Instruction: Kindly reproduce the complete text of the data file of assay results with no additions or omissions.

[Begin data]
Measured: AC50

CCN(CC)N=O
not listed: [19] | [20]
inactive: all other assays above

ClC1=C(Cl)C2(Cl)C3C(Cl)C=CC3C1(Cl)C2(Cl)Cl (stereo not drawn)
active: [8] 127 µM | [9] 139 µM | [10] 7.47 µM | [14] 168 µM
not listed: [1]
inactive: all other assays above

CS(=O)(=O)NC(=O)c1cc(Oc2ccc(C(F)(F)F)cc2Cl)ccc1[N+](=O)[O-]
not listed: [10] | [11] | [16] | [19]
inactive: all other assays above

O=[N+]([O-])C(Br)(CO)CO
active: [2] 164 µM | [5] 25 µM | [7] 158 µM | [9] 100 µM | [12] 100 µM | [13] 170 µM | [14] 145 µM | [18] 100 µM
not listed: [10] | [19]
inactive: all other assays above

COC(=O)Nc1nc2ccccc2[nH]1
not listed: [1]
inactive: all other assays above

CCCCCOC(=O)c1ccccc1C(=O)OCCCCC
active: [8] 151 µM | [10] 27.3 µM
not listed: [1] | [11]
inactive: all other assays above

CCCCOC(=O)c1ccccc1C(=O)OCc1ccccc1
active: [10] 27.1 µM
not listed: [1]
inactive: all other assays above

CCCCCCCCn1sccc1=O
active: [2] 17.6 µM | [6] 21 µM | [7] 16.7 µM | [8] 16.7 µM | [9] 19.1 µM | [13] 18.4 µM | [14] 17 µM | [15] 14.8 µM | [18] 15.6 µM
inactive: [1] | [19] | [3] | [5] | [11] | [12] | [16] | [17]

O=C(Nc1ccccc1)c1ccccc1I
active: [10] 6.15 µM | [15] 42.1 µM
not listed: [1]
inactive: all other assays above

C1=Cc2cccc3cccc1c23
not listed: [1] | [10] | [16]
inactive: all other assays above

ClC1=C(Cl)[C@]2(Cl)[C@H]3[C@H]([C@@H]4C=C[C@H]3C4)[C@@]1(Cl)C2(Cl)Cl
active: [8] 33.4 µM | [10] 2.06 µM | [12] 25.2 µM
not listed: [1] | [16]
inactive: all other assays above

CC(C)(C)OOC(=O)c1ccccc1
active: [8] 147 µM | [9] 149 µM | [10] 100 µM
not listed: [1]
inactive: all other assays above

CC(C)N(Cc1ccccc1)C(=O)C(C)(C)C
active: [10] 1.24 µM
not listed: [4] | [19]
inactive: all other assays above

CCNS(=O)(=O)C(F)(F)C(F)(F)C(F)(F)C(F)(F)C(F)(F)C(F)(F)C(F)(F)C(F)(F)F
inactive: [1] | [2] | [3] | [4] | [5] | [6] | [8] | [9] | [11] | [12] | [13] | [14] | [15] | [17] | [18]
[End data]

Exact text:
Measured: AC50

CCN(CC)N=O
not listed: [19] | [20]
inactive: all other assays above

ClC1=C(Cl)C2(Cl)C3C(Cl)C=CC3C1(Cl)C2(Cl)Cl (stereo not drawn)
active: [8] 127 µM | [9] 139 µM | [10] 7.47 µM | [14] 168 µM
not listed: [1]
inactive: all other assays above

CS(=O)(=O)NC(=O)c1cc(Oc2ccc(C(F)(F)F)cc2Cl)ccc1[N+](=O)[O-]
not listed: [10] | [11] | [16] | [19]
inactive: all other assays above

O=[N+]([O-])C(Br)(CO)CO
active: [2] 164 µM | [5] 25 µM | [7] 158 µM | [9] 100 µM | [12] 100 µM | [13] 170 µM | [14] 145 µM | [18] 100 µM
not listed: [10] | [19]
inactive: all other assays above

COC(=O)Nc1nc2ccccc2[nH]1
not listed: [1]
inactive: all other assays above

CCCCCOC(=O)c1ccccc1C(=O)OCCCCC
active: [8] 151 µM | [10] 27.3 µM
not listed: [1] | [11]
inactive: all other assays above

CCCCOC(=O)c1ccccc1C(=O)OCc1ccccc1
active: [10] 27.1 µM
not listed: [1]
inactive: all other assays above

CCCCCCCCn1sccc1=O
active: [2] 17.6 µM | [6] 21 µM | [7] 16.7 µM | [8] 16.7 µM | [9] 19.1 µM | [13] 18.4 µM | [14] 17 µM | [15] 14.8 µM | [18] 15.6 µM
inactive: [1] | [19] | [3] | [5] | [11] | [12] | [16] | [17]

O=C(Nc1ccccc1)c1ccccc1I
active: [10] 6.15 µM | [15] 42.1 µM
not listed: [1]
inactive: all other assays above

C1=Cc2cccc3cccc1c23
not listed: [1] | [10] | [16]
inactive: all other assays above

ClC1=C(Cl)[C@]2(Cl)[C@H]3[C@H]([C@@H]4C=C[C@H]3C4)[C@@]1(Cl)C2(Cl)Cl
active: [8] 33.4 µM | [10] 2.06 µM | [12] 25.2 µM
not listed: [1] | [16]
inactive: all other assays above

CC(C)(C)OOC(=O)c1ccccc1
active: [8] 147 µM | [9] 149 µM | [10] 100 µM
not listed: [1]
inactive: all other assays above

CC(C)N(Cc1ccccc1)C(=O)C(C)(C)C
active: [10] 1.24 µM
not listed: [4] | [19]
inactive: all other assays above

CCNS(=O)(=O)C(F)(F)C(F)(F)C(F)(F)C(F)(F)C(F)(F)C(F)(F)C(F)(F)C(F)(F)F
inactive: [1] | [2] | [3] | [4] | [5] | [6] | [8] | [9] | [11] | [12] | [13] | [14] | [15] | [17] | [18]